For simplicity, reference will now be made to a single style of stacking file, it being understood that the assembly steps described hereinafter are applicable to essentially all types of vertical and lateral files. The assembly begins by securing the lowermost drawer module 12a to the file base 11. As shown in FIG. 5, the lowermost file box 12a is laid on its back with the drawer front facing up. Four locking screws are inserted into holes provided on the bottom of the drawer as shown. Then, as shown in FIG. 6, the locking screws are aligned with holes provided on the file base 11 and the base is pushed onto the screws until it is flush with the bottom of the file box. Four locking nuts are then inserted to holes located on the inside of the file base 11, as shown in FIG. 7. These holes are located proximate the location of the screws that connect the base to the lower drawer module 12a. The locking nut and locking screws are of the type conventionally known in the art and may include an arrow or some other visual indicator on the locking nut to help the user position the locking nut so that the nuts and screws are locked securely in place when the user turns the nuts approximately one half turn.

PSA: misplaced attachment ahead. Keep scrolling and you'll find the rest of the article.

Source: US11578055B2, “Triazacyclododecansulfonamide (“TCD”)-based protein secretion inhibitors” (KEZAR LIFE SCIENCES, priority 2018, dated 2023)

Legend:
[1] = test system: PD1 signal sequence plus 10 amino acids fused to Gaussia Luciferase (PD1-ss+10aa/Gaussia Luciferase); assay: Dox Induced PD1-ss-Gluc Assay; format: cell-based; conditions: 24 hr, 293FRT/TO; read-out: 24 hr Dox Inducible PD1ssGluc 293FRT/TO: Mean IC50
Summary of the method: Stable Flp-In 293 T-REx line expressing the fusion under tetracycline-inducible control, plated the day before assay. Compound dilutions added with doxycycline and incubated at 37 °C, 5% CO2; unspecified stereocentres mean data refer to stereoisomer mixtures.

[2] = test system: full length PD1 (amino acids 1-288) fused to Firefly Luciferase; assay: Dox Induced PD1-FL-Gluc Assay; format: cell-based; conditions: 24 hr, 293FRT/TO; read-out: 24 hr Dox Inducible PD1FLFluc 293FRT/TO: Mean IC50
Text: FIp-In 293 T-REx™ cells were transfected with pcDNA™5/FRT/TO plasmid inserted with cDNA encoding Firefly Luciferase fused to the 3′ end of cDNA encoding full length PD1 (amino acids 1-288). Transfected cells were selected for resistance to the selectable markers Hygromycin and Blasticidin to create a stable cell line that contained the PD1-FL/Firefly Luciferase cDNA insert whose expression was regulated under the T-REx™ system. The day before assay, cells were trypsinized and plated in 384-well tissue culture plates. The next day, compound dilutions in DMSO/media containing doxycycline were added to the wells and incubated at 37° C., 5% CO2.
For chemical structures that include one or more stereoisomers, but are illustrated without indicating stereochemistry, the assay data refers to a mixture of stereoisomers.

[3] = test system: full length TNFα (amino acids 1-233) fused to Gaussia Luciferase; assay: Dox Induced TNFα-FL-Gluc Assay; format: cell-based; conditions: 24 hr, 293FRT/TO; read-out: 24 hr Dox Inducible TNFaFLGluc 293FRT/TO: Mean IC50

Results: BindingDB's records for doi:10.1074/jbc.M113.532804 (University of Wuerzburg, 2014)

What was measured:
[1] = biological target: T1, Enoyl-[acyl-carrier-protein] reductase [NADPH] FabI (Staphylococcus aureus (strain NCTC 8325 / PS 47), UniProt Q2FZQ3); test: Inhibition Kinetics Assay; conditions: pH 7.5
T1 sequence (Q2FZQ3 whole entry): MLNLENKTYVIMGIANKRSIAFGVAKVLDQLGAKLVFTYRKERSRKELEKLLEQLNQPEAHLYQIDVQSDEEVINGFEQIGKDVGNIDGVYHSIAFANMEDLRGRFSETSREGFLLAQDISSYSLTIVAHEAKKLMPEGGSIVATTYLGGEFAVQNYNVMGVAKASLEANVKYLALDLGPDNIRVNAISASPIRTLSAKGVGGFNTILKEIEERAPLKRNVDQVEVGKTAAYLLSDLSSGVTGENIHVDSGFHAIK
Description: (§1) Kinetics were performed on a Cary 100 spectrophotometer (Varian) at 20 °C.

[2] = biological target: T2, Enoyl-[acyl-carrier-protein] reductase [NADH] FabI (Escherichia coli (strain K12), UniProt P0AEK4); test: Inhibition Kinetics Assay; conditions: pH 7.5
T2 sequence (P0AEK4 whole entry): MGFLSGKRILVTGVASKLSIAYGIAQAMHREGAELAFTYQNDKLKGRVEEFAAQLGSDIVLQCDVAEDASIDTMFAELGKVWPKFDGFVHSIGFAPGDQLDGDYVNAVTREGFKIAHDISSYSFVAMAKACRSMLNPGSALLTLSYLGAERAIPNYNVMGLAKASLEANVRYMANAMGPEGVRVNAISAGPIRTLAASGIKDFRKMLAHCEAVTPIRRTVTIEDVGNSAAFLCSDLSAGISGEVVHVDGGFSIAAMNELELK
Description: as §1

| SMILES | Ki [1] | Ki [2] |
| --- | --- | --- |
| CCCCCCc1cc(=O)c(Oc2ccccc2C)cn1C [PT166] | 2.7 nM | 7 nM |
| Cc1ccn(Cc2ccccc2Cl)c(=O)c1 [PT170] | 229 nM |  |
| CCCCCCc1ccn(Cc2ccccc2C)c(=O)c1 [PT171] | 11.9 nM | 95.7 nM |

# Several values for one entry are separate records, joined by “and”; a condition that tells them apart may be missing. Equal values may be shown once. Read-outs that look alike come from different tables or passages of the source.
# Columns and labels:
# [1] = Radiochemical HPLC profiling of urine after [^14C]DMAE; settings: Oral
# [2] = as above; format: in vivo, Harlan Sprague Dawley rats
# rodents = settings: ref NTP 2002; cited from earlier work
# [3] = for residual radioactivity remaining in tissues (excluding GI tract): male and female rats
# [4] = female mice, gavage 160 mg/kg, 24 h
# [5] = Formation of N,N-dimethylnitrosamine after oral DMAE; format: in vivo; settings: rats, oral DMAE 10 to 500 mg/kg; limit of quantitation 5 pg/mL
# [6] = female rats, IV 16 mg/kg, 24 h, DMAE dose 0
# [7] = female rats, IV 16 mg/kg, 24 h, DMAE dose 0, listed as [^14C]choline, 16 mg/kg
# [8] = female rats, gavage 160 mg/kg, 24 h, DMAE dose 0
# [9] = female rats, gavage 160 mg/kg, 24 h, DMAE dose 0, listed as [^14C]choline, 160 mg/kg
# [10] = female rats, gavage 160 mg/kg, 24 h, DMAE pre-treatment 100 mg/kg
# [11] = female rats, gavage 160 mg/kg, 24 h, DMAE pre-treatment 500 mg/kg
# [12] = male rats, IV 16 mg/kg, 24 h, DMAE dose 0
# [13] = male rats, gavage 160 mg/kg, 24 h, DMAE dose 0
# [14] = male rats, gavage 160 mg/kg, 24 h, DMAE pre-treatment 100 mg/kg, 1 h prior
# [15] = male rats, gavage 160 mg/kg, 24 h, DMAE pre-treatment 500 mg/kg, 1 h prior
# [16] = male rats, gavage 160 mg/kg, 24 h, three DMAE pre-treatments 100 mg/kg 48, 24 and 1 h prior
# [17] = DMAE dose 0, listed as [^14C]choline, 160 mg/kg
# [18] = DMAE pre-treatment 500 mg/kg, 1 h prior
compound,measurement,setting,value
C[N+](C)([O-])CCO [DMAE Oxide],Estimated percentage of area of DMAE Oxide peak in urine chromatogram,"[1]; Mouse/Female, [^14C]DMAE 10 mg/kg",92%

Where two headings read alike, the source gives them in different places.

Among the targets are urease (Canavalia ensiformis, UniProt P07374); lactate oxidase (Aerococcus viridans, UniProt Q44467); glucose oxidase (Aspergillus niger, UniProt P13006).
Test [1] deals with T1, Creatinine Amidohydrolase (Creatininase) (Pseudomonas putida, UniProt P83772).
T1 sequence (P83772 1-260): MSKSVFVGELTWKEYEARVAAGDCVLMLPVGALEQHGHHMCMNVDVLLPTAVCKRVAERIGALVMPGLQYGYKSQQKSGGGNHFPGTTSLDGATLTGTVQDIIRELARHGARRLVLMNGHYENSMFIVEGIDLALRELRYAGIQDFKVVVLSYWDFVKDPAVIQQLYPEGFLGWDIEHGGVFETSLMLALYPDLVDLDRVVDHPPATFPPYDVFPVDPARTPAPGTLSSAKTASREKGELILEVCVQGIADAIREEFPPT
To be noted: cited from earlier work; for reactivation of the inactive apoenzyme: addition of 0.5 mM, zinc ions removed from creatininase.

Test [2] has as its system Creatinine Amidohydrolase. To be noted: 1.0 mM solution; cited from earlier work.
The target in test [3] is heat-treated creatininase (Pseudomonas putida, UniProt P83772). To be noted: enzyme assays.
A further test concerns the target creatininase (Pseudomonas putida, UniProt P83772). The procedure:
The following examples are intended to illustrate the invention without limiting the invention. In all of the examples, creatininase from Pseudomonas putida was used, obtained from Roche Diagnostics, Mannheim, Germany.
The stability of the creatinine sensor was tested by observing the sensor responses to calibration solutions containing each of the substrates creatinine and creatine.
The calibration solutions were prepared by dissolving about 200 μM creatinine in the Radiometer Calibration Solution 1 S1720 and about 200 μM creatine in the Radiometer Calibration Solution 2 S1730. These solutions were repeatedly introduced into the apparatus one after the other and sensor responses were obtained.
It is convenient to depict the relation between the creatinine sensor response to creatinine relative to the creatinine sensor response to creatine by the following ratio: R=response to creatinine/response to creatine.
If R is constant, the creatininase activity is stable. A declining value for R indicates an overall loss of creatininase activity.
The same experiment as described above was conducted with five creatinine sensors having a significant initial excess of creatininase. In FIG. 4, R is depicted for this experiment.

After the base is secured to the lower drawer module 12a, the user lays the unit right side up on the floor and pulls the drawer 123 out until it is fully extended. By pushing down on the locking mechanism on the drawer suspension on both sides, the user can remove the drawer 123 from the file box 12a. This step is repeated with the upper drawer module 12b and any other drawer modules to be added.